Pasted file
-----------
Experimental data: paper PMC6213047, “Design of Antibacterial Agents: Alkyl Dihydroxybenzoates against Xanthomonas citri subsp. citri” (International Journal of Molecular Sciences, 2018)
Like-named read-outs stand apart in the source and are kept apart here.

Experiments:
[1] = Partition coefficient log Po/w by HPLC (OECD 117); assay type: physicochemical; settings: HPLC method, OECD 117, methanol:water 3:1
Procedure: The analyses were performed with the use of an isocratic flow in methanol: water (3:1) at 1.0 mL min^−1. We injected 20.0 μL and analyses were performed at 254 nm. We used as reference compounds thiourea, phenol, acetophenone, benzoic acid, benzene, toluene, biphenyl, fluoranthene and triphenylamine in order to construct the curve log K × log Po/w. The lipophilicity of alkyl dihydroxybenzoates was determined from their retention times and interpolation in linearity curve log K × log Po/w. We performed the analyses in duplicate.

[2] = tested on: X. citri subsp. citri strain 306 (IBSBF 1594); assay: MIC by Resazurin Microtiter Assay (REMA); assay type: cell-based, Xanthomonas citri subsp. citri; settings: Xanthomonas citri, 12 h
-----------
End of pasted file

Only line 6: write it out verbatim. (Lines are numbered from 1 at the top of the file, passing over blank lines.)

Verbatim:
[2] = tested on: X. citri subsp. citri strain 306 (IBSBF 1594); assay: MIC by Resazurin Microtiter Assay (REMA); assay type: cell-based, Xanthomonas citri subsp. citri; settings: Xanthomonas citri, 12 h